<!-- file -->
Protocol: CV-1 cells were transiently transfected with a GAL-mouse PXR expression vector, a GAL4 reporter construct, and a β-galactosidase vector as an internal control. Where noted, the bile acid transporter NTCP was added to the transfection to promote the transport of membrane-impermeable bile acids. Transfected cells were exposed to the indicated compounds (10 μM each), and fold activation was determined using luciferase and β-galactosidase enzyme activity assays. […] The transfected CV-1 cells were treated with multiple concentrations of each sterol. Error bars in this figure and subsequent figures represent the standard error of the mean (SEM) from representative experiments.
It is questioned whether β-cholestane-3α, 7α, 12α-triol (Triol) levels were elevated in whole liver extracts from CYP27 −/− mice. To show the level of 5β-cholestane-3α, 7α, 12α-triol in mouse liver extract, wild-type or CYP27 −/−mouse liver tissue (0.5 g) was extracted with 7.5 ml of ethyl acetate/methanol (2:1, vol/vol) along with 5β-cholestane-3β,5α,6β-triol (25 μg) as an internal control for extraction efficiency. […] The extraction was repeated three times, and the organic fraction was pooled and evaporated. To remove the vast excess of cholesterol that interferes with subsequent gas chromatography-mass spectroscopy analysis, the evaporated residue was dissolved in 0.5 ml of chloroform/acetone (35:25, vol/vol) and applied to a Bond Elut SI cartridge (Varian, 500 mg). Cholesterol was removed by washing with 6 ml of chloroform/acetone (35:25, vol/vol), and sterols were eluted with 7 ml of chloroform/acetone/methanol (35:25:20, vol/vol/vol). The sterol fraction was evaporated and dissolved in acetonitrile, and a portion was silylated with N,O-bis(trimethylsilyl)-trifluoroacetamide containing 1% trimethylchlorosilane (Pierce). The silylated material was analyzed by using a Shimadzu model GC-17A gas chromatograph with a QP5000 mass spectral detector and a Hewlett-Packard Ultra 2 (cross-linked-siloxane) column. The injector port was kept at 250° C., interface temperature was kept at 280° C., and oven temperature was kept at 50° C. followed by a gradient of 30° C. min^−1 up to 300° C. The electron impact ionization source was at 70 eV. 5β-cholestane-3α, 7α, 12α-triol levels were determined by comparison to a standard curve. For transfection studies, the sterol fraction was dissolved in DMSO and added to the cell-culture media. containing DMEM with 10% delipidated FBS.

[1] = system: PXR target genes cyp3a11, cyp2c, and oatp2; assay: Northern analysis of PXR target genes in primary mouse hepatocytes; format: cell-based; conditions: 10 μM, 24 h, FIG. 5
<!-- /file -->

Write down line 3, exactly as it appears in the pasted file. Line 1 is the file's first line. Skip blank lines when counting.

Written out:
[1] = system: PXR target genes cyp3a11, cyp2c, and oatp2; assay: Northern analysis of PXR target genes in primary mouse hepatocytes; format: cell-based; conditions: 10 μM, 24 h, FIG. 5